Super 8’s projector bulbs burned brighter than expected as Paramount’s sci-fi drama bested its lowest box office estimates by 52% for a wondrous weekend estimate of $38 million. Concern that J.J. Abrams’ cinematic love letter to Steven Spielberg would bow to dismal results provoked Paramount to hammer the film’s critical acclaim into gold by unspooling the film on Thursday at 300-plus sites (including 239 IMAX hubs) via a Twitter promotion. One couldn't expect record grosses from a limited release: thus Thursday’s $1 million take amounted to cherries on Paramount’s sundae.
More box office analysis, Weekend Top Ten Chart and Super 8 reviews and trailer are below.
However, Spielberg-Abrams-philes arrived Thursday in varying amounts depending on the location: In New York, there were tumbleweeds at morning shows, however, at the Hollywood Arclight evening screenings, there was so much jubilee, you would think a parade had rolled into town. In addition to the free popcorn and Super 8 giveaways, the ArcLight had a DJ spinning tunes and even set up tables outside the Cinemarama Dome for those feasting off the ethnic food trucks which pulled up for the screening. Any argument that Paramount kept the lid on Super 8 is bogus: Abrams and Spielberg were on tap for several Q&As and at the last minute, the studio caved in to peer pressure and released a clip revealing the Super 8 alien..
Super 8 earned a B+ Cinemascore, with 29% of the under 25ers loving it with an A-. 71% over 25 gave it a B; 56% of males gave it a B+, as did 44% of females. The studio has been countering a wild set of numbers floating around the web about Super 8’s production spend and P & A expenses. The official word is that the total was $75 million, however, many industry execs observe that production and marketing could have amounted to as much as $145 million.
Super 8’s first weekend wound up looking better than Spielberg’s somber summer sci-fi fare, i.e. Minority Report ($35.7 million) and A.I. Artificial Intelligence ($29.4 million). Paramount compared the numbers to District 9 ($37.4 opening, $115.6 million domestic), which makes sense, as that was another uniquely-marketed summer sci-fi sleeper. Super 8’s bow is the lowest among J.J. Abrams’ credits, but that’s no surprise as the film marks an original entry in his directing filmography comprised of franchises: Star Trek ($75.2 million bow) and Mission: Impossible III ($47.7 million). Super 8 is a few feet below the bow of producer Abrams’ previous secretive monster mash Cloverfield, which drew $40 million over the Friday-Sunday portion of the 2008 Martin Luther King, Jr. period.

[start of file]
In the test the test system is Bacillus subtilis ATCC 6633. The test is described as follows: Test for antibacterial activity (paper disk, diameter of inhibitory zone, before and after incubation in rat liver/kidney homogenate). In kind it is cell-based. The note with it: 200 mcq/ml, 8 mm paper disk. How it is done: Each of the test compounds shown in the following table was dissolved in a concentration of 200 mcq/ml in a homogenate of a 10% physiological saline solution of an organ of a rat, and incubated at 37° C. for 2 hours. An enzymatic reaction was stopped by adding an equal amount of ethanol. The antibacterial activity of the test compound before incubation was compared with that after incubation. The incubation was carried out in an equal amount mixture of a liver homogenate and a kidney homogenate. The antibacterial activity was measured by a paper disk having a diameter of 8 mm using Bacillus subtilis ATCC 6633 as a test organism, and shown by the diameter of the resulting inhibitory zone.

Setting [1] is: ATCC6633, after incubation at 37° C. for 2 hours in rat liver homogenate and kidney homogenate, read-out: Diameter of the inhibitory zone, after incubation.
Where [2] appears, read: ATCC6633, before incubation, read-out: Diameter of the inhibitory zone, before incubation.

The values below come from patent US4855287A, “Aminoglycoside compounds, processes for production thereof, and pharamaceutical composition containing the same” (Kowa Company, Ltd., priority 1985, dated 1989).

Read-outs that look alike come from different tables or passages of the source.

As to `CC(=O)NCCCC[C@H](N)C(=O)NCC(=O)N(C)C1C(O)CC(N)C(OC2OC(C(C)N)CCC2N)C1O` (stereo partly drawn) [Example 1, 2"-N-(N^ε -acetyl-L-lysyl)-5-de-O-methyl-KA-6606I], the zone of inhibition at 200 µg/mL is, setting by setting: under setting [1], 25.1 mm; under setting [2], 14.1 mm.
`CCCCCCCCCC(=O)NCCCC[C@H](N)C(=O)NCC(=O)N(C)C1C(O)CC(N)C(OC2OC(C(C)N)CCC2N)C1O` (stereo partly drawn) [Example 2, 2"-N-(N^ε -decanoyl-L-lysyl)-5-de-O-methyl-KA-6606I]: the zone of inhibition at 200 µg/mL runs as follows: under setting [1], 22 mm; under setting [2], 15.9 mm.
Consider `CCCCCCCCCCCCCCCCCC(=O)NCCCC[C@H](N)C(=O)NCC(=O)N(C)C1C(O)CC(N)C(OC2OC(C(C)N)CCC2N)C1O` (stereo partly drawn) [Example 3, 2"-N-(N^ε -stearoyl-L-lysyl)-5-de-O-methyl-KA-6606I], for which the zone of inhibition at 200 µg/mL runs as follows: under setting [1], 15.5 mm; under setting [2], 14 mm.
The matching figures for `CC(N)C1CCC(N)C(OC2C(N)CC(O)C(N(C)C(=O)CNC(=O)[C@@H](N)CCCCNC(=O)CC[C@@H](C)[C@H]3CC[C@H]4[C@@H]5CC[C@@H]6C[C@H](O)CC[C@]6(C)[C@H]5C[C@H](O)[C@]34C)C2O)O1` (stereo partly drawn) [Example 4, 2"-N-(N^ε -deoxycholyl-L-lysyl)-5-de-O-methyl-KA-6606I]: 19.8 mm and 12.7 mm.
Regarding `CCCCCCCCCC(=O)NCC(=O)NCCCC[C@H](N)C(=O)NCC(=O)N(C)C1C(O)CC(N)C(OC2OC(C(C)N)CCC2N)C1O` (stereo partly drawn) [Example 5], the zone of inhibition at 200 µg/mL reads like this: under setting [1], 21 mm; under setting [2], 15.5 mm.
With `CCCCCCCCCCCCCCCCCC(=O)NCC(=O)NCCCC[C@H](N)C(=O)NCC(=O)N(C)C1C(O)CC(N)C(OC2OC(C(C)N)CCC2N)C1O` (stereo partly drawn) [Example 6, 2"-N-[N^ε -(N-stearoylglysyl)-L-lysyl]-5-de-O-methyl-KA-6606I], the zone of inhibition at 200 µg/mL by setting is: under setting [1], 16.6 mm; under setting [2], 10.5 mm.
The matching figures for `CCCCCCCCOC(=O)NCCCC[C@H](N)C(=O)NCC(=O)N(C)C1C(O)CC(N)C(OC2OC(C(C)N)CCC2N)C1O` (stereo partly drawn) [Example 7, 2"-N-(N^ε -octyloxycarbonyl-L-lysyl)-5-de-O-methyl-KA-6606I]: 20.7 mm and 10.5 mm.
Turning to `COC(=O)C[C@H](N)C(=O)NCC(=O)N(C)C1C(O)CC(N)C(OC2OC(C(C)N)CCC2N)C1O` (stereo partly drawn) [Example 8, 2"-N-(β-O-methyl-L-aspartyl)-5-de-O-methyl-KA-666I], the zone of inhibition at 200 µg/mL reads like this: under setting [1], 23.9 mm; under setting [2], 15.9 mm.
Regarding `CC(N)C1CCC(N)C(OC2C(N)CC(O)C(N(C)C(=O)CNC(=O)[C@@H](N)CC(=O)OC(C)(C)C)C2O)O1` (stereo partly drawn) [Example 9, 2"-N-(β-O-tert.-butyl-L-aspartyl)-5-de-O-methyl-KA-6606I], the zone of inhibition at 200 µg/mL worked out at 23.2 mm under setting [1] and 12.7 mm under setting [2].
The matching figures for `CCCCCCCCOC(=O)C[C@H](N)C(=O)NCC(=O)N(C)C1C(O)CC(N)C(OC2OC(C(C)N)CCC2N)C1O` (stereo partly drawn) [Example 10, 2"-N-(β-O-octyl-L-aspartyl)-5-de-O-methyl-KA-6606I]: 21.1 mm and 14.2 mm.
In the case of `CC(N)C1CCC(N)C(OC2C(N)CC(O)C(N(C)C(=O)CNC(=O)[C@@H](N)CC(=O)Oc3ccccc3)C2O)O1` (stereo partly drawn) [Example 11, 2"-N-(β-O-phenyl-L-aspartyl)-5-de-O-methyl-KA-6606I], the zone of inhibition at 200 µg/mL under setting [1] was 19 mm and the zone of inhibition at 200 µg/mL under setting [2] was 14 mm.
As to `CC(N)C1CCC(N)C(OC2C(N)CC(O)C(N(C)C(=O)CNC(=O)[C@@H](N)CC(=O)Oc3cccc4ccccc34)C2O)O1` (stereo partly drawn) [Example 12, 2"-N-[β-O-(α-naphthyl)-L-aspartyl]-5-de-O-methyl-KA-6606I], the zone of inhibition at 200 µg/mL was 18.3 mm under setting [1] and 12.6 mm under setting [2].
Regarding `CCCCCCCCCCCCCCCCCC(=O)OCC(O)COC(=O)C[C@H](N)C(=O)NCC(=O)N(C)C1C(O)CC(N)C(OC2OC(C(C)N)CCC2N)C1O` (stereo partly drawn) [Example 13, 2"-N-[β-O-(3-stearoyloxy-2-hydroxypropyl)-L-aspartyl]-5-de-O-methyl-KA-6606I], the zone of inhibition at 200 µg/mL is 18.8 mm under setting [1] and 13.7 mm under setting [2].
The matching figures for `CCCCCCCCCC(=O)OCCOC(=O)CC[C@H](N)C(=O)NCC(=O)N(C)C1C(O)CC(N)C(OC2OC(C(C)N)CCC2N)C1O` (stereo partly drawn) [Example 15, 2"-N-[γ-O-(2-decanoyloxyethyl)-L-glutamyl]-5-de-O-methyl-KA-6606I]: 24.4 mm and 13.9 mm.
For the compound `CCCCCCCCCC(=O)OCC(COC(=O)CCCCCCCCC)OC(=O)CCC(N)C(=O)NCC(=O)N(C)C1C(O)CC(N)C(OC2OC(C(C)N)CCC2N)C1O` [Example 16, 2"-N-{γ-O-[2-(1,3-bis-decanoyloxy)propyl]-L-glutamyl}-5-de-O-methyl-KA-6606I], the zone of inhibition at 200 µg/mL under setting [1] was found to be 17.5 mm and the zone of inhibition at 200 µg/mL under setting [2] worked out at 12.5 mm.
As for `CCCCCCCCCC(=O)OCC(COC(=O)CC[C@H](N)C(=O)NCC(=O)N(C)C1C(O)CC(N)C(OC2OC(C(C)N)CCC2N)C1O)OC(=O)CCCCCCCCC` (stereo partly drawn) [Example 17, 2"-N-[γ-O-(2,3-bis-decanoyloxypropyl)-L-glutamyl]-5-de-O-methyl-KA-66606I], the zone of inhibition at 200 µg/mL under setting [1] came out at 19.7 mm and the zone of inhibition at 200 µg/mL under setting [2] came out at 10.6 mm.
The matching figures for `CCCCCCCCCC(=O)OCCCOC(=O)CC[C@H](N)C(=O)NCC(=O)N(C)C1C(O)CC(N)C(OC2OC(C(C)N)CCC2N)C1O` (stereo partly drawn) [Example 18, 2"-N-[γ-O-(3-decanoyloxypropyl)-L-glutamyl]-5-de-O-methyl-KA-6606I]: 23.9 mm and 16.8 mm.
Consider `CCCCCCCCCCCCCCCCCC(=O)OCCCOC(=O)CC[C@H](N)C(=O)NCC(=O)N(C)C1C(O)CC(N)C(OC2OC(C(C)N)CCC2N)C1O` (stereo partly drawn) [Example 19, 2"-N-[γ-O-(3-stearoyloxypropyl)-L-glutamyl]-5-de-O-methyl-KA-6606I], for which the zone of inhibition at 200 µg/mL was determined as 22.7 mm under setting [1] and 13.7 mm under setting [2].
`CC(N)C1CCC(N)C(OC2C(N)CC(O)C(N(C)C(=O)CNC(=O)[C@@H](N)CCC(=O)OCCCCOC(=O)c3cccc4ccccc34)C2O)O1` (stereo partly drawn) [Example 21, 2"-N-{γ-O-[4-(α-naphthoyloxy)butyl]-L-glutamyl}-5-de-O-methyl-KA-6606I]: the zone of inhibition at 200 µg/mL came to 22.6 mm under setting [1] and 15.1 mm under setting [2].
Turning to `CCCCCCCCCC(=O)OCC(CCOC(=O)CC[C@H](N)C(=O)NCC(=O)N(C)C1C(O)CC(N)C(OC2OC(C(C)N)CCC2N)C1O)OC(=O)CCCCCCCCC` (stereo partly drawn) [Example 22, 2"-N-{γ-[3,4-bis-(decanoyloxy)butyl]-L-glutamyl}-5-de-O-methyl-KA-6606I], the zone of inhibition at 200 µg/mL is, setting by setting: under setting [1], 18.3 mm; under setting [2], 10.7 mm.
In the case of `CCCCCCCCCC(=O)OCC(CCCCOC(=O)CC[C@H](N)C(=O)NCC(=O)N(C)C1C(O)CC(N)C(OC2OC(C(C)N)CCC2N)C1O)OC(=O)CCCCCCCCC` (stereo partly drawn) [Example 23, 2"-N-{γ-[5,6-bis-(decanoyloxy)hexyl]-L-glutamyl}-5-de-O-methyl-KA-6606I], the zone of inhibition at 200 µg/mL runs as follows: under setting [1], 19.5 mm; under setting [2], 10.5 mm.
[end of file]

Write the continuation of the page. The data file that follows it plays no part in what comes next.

Relativity Media’s release of Smokewood Entertainment’s $20 million kid lit adaptation Judy Moody and the Not Bummer Summer chalked up $6.2 million, slightly besting its $6 million forecast. Film marked a service deal for Relativity and the studio has been telling everyone that this number makes the film profitable across Pay TV, Netflix and home entertainment streams. Cinemascore registered a B+ with an A- from those under 18. Relativity pushed the girl-pic at the L.A. Times Festival of Books and even tried to counter critical backlash by revealing that President Obama’s daughters requested a print of the film. But the moppet pic gave critics poison ivy at 13% rotten.
Elsewhere, X-Men: First Class posted the second best sophomore hold of the series (X2 fell by 53% in its second frame). Fox’s senior v.p. of distribution Chris Aronson exclaimed: “Word of mouth has taken over for a quality film. We remain bullish.” With a stateside cume of $216.6 million, Warner’s Hangover 2 is clicking ahead of part one by 41%.
On the indie side, Sony Pictures Classics took Woody Allen's Midnight in Paris wide from 147 to 944 screens, which continued to pull adults with a strong $6.1 million take, up over one fold from last weekend, with a cume of $14.2 million, coming into the top ten chart in eighth place. Allen's biggest hit since 1986 could play through the summer.
The Weekend Box Office Top Ten:
1. Super 8 $38 million in four days, $37 million in its first weekend at 3,379 theaters. $10,950 theater average. Domestic total: $38 million.
2. X-Men: First Class $25 million down 55% in its second weekend at 3,692 theaters. $6,310 theater average. Domestic total: $98.9 million.
3. The Hangover Part II $18.5 million down 41% in its third weekend at 3,675 theaters. $5,034 theater average. Domestic total: $216.6 million.
4. Kung Fu Panda 2 $16.6 million down 30% in its third weekend at 3,929 theaters. $4,234 theater average. Domestic total: $126.9 million.
5. Pirates of the Caribbean: On Stranger Tides $10.85 million down 40% in its fourth weekend at 3,433 theaters. $3,159 theater average. Domestic total: $208.8 million.
6. Bridesmaids (Universal) $10.2 million down 16% in its fifth weekend at 2,922 theaters. $3,475 theater average. Domestic total: $123.9 million.
7. Judy Moody and the not Bummer Summer (Relativity) $6.27 million in its first weekend at 2,524 theaters. $2,483 theater average. Domestic total: $6.27 million.
8. Midnight in Paris (Sony Pictures Classics) $6.1 million up 122% in its fourth weekend at 944 theaters. $6,511 theater average. Domestic total: $14.2 million.
9. Thor (Paramount/Marvel) $2.37 million down 44% in its sixth weekend at 1,782 theaters. $1,330 theater average. Domestic total: $173.6 million.
10. Fast Five (Universal) $1.7 million down 46% in its seventh weekend at 1,329 theaters. $1,290 theater average. Domestic total: $205.1 million.
Super 8, Paramount | Dir: J. J. Abrams; Cast: Joel Courtney, Elle Fanning, Kyle Chandler, Ron Eldard, Noah Emmerich, Zach Mills, Riley Griffiths, Ryan Lee, Gabriel Basso | indieWIRE http://www.indiewire.com/film/super_8/ | TOH! Review Round-Up | Spielberg & Abrams, Q & A.